Defense Date

2010

Document Type

Dissertation

Degree Name

Doctor of Philosophy

Department

Public Policy & Administration

First Advisor

Carolyn Funk

Abstract

This study utilizes the Longitudinal Study of the Vocational Rehabilitation Program to examine the impact of state-federal vocational rehabilitation services on the quality of life of consumers. The theory that guides this study is an amalgam of theories of Allardt, Halpern, Campbell, and Cummins which indicate that quality of life is made up of various domains which parallel Maslow’s Hierarchy of Needs. The study followed the theory that improvement in the individual domains of life would improve its overall quality. The domains of physical functioning, self-esteem, community integration and productivity were assessed prior to and after the receipt of vocational rehabilitation services. Results indicate that consumers who obtain an employment outcome obtain higher scores on measurements of self-esteem, physical functioning and activities of daily living and productivity than do consumers who do not obtain an employment outcome. The linkages that specific VR services have on individual life domains were also explored. Consumers who receive more education and training services show an increase in community integration scores. Suggestions for state-vocational rehabilitation services change are provided based on a socio-ecological model.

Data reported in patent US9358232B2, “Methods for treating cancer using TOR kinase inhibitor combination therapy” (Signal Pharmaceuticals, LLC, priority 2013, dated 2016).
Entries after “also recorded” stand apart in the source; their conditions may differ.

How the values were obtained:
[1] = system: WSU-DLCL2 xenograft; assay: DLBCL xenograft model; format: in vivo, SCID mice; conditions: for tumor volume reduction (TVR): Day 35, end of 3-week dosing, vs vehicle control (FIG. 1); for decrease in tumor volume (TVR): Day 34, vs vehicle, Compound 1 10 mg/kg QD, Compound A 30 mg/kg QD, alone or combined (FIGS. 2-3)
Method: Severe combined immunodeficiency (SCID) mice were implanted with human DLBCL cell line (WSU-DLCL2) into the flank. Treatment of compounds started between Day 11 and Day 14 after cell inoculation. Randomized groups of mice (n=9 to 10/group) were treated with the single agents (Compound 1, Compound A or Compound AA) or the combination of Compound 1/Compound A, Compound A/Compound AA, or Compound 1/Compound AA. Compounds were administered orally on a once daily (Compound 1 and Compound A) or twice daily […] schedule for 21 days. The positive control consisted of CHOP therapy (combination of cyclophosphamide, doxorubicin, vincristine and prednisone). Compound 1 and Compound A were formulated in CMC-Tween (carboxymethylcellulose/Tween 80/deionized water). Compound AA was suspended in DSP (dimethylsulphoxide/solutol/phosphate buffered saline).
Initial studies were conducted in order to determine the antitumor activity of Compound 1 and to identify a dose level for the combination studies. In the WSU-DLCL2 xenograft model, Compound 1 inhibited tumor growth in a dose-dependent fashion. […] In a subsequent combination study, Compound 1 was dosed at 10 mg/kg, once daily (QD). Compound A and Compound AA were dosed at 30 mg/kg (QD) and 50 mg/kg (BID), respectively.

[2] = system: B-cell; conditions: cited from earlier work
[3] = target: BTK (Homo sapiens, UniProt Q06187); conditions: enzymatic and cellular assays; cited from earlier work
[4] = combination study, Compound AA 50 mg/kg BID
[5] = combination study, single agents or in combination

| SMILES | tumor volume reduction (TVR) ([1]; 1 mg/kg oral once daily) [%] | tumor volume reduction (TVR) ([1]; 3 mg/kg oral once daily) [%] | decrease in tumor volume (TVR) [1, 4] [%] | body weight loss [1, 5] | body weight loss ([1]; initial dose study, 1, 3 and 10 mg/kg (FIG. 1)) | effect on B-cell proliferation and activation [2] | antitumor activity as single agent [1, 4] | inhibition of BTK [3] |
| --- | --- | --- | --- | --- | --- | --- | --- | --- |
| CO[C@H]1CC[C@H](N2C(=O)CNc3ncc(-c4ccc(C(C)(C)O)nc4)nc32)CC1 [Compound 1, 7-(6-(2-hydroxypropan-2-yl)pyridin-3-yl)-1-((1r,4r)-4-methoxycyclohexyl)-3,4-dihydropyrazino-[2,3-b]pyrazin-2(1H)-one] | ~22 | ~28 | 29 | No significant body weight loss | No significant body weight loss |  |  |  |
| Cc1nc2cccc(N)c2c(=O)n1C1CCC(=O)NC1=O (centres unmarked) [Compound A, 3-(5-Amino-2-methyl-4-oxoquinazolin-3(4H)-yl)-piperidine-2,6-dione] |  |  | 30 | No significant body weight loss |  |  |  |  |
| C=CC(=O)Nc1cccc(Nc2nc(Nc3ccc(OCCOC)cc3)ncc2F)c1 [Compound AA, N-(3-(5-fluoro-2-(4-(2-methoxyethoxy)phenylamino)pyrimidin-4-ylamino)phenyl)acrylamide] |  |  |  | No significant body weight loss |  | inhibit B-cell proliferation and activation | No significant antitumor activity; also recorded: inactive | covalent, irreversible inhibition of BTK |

Rights

© The Author

Is Part Of

VCU University Archives

Is Part Of

VCU Theses and Dissertations

Date of Submission

May 2010

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